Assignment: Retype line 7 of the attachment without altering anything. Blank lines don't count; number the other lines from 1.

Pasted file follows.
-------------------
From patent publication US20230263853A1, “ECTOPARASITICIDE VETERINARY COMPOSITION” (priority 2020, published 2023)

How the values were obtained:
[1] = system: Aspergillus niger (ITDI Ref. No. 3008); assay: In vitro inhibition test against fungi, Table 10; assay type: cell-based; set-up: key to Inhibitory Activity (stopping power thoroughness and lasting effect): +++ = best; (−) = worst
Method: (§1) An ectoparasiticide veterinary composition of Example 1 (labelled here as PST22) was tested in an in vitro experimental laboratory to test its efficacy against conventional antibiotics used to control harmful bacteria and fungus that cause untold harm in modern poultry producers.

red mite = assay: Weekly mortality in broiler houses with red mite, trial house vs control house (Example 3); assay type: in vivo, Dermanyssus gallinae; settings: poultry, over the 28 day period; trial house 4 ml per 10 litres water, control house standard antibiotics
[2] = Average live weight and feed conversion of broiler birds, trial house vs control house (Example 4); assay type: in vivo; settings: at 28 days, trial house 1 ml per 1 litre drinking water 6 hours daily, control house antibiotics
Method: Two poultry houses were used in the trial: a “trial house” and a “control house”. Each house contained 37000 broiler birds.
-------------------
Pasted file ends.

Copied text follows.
Method: Two poultry houses were used in the trial: a “trial house” and a “control house”. Each house contained 37000 broiler birds.